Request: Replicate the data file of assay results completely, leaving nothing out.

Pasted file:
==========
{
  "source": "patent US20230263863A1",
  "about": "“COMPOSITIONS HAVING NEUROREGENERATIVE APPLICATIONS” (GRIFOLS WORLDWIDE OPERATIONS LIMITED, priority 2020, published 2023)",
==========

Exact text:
{
  "source": "patent US20230263863A1",
  "about": "“COMPOSITIONS HAVING NEUROREGENERATIVE APPLICATIONS” (GRIFOLS WORLDWIDE OPERATIONS LIMITED, priority 2020, published 2023)",